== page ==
What to do When you get too much to do as a freelancer
If you are running your own small little freelancing business and start getting lots of work - more than you can handle by yourself - you are probably thinking about your options.
I’ve been there. When I started my company in 2003 I started to build a reputation locally, and after a while I got more and more customers to handle. If I had been in the same situation now (starting out with no employees) I would have considered the following two options first:
1. Outsource part of the work
If you can find someone local that can help you out with finishing some of your projects that can be a perfect thing to solve your problems. Or you can get even more problems if the person you outsource is not performing as you’d expect. If you outsource you are giving up parts of your income to someone else, but the responsibility for the customer is still yours.
If you have the time and willingness to manage the project this can be a good option.
2. Refer the customer to somone else
This can actually be a good option.
I’m too busy right now and I don’t want to promise too much. Please talk to Karen Bell at KB Freelancing, she probably can help you out this time.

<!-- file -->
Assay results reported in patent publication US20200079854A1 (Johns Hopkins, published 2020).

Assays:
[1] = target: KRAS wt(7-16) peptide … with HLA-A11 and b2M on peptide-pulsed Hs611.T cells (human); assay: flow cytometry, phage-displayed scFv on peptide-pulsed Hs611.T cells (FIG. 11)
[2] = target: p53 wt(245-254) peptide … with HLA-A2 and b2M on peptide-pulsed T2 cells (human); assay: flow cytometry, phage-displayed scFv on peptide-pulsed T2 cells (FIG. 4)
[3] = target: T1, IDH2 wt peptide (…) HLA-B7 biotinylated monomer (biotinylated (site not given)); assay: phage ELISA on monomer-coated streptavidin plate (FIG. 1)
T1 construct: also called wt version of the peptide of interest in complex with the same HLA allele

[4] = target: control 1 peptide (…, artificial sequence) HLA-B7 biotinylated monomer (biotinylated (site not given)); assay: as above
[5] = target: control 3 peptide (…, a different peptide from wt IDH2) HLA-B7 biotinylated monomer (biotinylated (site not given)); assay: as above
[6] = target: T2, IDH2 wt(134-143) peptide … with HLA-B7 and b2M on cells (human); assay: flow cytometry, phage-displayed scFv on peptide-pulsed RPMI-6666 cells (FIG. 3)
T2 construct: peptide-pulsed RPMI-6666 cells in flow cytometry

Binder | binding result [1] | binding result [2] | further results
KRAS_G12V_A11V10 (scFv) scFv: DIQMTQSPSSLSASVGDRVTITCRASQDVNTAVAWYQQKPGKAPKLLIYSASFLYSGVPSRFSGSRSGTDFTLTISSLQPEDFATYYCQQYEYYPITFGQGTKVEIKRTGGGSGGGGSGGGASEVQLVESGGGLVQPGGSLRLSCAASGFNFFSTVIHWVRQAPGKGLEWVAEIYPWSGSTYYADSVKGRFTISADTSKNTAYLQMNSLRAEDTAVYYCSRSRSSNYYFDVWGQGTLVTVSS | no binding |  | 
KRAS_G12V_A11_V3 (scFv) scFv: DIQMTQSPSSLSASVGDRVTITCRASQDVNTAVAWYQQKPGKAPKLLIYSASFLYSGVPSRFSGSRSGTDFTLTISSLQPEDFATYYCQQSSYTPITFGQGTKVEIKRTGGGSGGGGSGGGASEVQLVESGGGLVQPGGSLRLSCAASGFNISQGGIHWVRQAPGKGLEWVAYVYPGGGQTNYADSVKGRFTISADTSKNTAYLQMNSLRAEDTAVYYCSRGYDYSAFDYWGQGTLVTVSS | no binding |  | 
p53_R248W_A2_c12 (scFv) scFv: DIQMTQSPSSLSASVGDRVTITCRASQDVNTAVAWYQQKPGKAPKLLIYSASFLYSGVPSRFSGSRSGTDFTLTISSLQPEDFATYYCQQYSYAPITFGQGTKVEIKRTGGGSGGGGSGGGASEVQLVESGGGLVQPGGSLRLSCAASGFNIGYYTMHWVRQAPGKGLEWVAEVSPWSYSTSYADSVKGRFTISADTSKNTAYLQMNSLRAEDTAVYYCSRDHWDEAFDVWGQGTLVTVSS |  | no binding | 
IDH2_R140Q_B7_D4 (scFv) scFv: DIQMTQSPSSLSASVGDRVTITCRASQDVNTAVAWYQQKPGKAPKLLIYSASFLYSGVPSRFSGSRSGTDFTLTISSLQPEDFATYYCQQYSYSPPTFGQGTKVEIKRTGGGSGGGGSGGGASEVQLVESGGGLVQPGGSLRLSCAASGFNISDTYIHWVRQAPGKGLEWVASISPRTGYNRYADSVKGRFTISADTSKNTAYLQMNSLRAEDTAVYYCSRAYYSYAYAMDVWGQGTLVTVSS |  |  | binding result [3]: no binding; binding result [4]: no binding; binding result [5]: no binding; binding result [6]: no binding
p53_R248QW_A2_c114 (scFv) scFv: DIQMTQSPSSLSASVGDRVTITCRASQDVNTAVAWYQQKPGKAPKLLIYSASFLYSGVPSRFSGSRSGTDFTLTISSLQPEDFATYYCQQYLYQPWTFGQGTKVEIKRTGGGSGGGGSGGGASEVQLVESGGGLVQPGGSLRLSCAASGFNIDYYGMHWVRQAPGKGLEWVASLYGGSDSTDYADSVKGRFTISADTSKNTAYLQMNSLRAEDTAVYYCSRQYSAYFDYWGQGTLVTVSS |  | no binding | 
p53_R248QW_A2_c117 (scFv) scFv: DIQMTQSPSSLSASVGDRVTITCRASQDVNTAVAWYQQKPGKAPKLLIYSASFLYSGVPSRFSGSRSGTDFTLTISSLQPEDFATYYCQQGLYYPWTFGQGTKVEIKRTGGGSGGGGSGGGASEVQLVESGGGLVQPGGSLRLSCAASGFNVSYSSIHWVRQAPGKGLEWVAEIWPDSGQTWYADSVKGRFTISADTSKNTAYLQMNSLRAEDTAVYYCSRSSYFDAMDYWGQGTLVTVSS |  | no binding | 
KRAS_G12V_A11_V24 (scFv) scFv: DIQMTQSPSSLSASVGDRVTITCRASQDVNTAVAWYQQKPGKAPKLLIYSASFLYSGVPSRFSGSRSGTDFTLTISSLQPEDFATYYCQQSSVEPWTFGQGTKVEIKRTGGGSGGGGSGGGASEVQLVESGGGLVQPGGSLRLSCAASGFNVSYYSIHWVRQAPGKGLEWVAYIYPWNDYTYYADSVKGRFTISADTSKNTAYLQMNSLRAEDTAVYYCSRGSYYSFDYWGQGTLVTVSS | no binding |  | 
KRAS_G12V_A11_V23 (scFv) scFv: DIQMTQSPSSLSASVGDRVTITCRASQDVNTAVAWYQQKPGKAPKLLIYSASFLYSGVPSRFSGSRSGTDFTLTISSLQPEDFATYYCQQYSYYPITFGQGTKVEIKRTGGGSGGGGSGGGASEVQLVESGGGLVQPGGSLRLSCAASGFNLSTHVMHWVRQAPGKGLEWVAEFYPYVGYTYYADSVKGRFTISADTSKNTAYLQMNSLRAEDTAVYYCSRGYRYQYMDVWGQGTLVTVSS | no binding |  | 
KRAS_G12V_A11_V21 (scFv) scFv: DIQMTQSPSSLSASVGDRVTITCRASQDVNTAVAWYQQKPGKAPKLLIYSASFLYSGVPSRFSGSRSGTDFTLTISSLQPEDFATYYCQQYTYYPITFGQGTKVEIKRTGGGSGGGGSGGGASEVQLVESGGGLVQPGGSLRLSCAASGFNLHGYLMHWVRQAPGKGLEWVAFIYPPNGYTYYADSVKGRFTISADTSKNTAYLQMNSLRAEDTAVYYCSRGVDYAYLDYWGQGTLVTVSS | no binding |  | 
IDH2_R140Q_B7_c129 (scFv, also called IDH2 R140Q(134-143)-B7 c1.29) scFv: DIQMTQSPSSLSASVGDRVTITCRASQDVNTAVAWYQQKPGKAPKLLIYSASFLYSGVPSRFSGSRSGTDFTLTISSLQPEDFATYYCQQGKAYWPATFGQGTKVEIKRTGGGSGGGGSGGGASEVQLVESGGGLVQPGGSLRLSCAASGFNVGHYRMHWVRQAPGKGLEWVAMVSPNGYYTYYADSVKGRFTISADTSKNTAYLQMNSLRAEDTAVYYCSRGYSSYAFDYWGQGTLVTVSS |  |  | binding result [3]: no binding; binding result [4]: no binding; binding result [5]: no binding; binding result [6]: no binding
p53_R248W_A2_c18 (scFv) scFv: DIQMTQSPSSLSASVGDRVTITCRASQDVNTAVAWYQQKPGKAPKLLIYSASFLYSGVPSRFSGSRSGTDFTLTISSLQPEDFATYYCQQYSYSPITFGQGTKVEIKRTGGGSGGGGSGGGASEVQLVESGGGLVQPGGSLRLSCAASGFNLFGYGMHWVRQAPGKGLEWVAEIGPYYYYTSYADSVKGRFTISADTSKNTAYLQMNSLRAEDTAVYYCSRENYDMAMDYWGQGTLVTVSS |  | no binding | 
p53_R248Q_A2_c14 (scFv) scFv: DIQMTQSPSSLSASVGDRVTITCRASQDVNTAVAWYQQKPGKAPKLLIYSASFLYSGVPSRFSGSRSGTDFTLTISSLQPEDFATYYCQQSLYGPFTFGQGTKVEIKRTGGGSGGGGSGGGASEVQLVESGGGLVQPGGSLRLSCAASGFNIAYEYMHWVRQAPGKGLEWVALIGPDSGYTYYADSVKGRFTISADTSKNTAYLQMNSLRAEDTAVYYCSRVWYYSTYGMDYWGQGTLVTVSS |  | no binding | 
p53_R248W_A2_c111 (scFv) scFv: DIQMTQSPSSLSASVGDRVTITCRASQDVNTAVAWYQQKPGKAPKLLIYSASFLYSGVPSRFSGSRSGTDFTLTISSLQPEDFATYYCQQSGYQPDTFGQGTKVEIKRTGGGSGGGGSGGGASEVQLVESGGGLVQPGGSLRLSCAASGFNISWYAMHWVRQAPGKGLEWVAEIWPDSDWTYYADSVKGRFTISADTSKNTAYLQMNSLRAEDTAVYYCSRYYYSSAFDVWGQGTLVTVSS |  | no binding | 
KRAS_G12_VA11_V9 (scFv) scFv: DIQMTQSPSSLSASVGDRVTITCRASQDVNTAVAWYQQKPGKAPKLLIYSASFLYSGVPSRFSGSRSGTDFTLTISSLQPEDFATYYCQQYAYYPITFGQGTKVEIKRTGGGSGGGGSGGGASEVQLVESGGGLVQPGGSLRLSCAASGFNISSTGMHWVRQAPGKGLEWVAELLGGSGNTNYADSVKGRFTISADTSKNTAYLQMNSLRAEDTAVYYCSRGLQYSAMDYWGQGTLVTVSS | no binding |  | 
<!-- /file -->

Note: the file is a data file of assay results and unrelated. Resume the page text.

This works great because you are transferring all the responsibility to another freelancer, and you are still helping the client.
If you do this, make sure to negotiate a referral deal with the other freelancer. For new customer projects I normally expect to pay about 5-15% of the project fee to the firm who referred the customer.
3. Raise your rates
If you are working your butt off, make sure you are getting paid for it. If your regular hourly rate is $100 per hour, ask for $120 per hour when sending the next project proposal. If they say no, you already have too much to do anyway. If they say yes you know that you probably can ask most of your clients for a little bit more until you don’t get as many new projects as you used to do.
4. Book months in advance
As a freelancer it is worth much to know what you are doing for month’s in advance. If you are getting a lot of work, postpone some of it to later. Some customers won’t wait, but some will and the project may even be better planned if you give the customer some time to properly think through the project.
5. Hiring someone
If your calender is booked for the next 3-6 months with profitable work I would consider bringing an employee on. But not before that. Outsource beforing hiring your first employee and make sure you can handle the management part of running a business first.